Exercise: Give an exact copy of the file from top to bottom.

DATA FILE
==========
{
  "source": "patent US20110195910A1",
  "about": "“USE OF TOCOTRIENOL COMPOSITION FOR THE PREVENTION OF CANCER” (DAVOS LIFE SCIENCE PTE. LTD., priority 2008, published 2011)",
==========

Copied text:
{
  "source": "patent US20110195910A1",
  "about": "“USE OF TOCOTRIENOL COMPOSITION FOR THE PREVENTION OF CANCER” (DAVOS LIFE SCIENCE PTE. LTD., priority 2008, published 2011)",